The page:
All of this is underpinned by our mission: To support Centrepoint in creating a culture where every team member feels safe and well, where there is a consistently robust and caring psychologically informed working environment for everyone.

Wellbeing Working Group: In March 2020 all office based colleagues began to work from home. This change had a profound impact on everyone at Centrepoint and concerns around staff wellbeing quickly became evident. At this point, informed by organisational listening, The Wellbeing Group was convened. The group has only existed for 12 months, yet has, in this time, come leaps and bounds in beginning Centrepoint’s journey to becoming an organisation where wellbeing is prioritised. The group includes a representative from each directorate, and leads on all wellbeing project work across the charity. Especially important was making sure that colleagues working from home and in services were represented in a balanced way. Work began immediately on coming up with impactful wellbeing initiatives.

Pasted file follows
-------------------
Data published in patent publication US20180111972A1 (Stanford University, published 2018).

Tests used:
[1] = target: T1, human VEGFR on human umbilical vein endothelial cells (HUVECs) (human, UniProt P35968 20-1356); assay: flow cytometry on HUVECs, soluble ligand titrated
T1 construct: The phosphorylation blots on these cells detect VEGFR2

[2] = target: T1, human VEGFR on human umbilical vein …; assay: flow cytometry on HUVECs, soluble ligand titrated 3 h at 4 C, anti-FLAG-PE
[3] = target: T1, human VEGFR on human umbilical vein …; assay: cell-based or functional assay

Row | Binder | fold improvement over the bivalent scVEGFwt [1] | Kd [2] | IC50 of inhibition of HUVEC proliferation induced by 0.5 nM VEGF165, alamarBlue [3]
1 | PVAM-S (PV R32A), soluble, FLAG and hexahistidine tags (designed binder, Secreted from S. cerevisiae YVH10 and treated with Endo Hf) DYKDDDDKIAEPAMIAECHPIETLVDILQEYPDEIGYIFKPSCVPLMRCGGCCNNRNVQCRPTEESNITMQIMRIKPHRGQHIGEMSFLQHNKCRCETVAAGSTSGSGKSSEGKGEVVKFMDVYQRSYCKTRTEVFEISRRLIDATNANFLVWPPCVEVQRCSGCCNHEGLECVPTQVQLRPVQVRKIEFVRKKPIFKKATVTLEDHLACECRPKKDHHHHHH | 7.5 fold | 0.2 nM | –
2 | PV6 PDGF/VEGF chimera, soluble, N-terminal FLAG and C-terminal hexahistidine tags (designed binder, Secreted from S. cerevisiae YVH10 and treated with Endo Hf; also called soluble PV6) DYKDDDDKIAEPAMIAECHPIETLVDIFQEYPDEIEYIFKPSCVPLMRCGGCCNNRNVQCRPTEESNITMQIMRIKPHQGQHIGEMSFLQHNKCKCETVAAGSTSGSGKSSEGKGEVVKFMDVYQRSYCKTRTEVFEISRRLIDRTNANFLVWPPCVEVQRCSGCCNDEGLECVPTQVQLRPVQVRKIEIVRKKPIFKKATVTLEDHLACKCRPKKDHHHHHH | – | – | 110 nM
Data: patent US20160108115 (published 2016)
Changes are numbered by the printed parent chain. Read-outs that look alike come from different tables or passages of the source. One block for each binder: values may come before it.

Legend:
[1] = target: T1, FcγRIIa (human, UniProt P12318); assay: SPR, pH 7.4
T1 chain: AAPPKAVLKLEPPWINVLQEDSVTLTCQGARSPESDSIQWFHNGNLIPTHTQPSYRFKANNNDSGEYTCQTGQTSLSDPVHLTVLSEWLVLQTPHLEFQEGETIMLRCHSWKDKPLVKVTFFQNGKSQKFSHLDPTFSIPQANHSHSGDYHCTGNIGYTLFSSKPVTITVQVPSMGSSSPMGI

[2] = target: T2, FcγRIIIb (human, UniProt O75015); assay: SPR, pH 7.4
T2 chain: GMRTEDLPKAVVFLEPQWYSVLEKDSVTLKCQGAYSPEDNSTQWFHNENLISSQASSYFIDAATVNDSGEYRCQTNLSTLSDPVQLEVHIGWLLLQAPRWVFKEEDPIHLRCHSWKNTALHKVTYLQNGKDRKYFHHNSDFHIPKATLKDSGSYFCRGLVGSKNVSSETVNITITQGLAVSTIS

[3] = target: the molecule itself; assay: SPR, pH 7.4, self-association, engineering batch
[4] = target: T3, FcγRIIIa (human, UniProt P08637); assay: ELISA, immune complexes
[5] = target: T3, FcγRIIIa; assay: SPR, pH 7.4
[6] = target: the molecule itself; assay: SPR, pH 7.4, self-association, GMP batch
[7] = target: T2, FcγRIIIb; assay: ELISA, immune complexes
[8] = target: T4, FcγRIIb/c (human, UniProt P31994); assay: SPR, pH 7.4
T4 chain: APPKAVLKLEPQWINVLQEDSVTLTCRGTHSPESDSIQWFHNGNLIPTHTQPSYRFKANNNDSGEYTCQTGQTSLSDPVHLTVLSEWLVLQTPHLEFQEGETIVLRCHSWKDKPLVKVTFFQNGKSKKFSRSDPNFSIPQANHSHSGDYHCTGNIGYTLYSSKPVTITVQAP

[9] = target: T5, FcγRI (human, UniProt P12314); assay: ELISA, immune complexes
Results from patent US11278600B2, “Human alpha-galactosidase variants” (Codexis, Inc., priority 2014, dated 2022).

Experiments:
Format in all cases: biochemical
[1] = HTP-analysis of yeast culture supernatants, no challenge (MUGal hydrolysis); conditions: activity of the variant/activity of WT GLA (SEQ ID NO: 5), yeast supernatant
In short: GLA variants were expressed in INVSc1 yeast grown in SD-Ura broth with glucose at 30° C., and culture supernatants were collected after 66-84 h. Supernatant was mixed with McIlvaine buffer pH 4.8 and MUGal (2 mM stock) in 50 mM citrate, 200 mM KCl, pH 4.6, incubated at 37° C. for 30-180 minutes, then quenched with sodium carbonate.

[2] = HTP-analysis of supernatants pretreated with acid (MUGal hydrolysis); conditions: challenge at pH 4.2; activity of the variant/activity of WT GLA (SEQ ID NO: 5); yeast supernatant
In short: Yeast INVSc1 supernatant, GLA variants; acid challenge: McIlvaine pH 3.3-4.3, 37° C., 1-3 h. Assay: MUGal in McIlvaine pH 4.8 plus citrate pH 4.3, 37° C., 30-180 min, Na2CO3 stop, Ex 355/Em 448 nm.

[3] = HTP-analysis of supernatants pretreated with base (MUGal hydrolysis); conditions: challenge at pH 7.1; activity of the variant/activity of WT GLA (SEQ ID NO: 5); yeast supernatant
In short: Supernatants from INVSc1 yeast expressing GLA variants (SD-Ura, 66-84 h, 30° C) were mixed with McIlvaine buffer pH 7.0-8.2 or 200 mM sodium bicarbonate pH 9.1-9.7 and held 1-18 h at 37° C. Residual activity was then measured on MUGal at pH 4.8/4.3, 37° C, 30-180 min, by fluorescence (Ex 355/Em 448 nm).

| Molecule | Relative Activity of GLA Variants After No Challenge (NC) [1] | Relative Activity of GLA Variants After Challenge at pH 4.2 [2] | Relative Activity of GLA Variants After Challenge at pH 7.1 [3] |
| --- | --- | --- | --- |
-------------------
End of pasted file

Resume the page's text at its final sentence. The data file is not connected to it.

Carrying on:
Based on feedback from each directorate, every group member made suggestions on what we could do. From the beginning, we had a vast pool of wellbeing initiatives to choose from. The chief project launched right away was our fortnightly ‘Wellbeing Updates’, an internal mailer for all staff. This communications project gave us the infrastructure to communicate with everyone, share wellbeing tools, and give wellbeing a voice and place in Centrepoint that it previously lacked.